Restrictive criteria for the use of routine blood transfusions in hospitals may help decrease infection rates in patients, according to a meta-analysis in The Journal of the American Medical Association.
The study was led by Mary Rogers, Ph.D., from the University of Michigan and co-authored by Director of the Transfusion Medicine Unit at UR Medical Center Neil Blumberg, M.D.
The article, published this April, offers suggestive evidence that transfusions can be harmful.
Titled “Health care-associated infection after red blood cell transfusion: a systematic review and meta-analysis,” the article reviewed 18 clinical trials that together involved approximately 7,593 patients.
Researchers found a 16.8% risk of serious infection associated with a liberal blood transfusion strategy. That contrasted with an 11.8% risk of serious infection associated with a restrictive transfusion strategy. Serious infections range anywhere from wound infection or pneumonia to the potentially fatal sepsis.
According to Blumberg infections are the most common complication of blood transfusions. “It appears that when you get a blood transfusion from somebody else […] it causes a form of immunomodulation,” Blumberg said. This immunomodulation leaves patients susceptible to serious infection.
Nearly five million Americans are in need of blood transfusions each year, according to the National Heart, Lung and Blood Institute. A blood transfusion is a medical procedure during which a patient is injected with blood through an IV in order to maintain the proper ratio of red blood cells in the body.
Blood transfusions can be life-saving in certain conditions, such as acute anemia or extreme blood loss. Blumberg, who has dedicated the past thirty years to studying hematology with a focus on blood transfusions, said he believes that the prevalent use of transfusions is unjustified.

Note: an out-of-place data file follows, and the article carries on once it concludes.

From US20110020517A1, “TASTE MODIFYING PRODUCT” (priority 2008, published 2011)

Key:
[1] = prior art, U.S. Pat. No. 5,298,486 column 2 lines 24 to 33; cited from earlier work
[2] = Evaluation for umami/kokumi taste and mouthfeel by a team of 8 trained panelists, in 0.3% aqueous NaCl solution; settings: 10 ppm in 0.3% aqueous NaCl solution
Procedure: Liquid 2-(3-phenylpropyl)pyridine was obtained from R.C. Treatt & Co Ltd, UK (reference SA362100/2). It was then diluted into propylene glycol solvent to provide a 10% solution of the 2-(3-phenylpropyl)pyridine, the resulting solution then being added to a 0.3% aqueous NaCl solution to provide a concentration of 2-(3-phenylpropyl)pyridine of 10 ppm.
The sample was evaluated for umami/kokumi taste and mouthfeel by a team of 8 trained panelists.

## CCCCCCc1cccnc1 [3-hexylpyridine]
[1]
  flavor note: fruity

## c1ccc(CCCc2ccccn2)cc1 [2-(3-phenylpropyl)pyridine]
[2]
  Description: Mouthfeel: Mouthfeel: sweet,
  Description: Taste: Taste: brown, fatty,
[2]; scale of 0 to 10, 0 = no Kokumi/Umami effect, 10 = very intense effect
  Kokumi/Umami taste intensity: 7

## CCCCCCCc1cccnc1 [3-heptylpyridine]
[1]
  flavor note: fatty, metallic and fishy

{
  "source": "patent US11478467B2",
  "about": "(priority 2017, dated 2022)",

Discussing the scientific evidence backing the use of transfusions, Blumberg noted the lack of “strong evidence that what [medical professionals are] doing is causing benefit rather than harm.”
Transfusions are given to an estimated three to four million patients per year, according to an article authored by Blumberg and a colleague in 2013. The prevalence of the procedure seems to be an instance of what Blumberg terms “indication creep.”
With respect to the field of medicine, this signifies the assumption that if a procedure worked well in certain circumstances, it could be applied to other medical situations without risk.
Blumberg added that because transfusions can save lives and anemic patients have generally worse health outcomes, it was not an unreasonable conclusion for doctors to arrive at.
What Blumberg’s analysis means for the medical community is a closer look at a routine procedure that may not actually be helping physicians “do no harm,” as directed by the Hippocratic Oath.
“This is the first really definite proof that most people are going to accept that this is true about transfusions,” Blumberg said.
Blumberg added that “we’ve got to start getting people to think of the transfusion as the last resort, not as the first…”
Mitchell is a member of the class of 2014.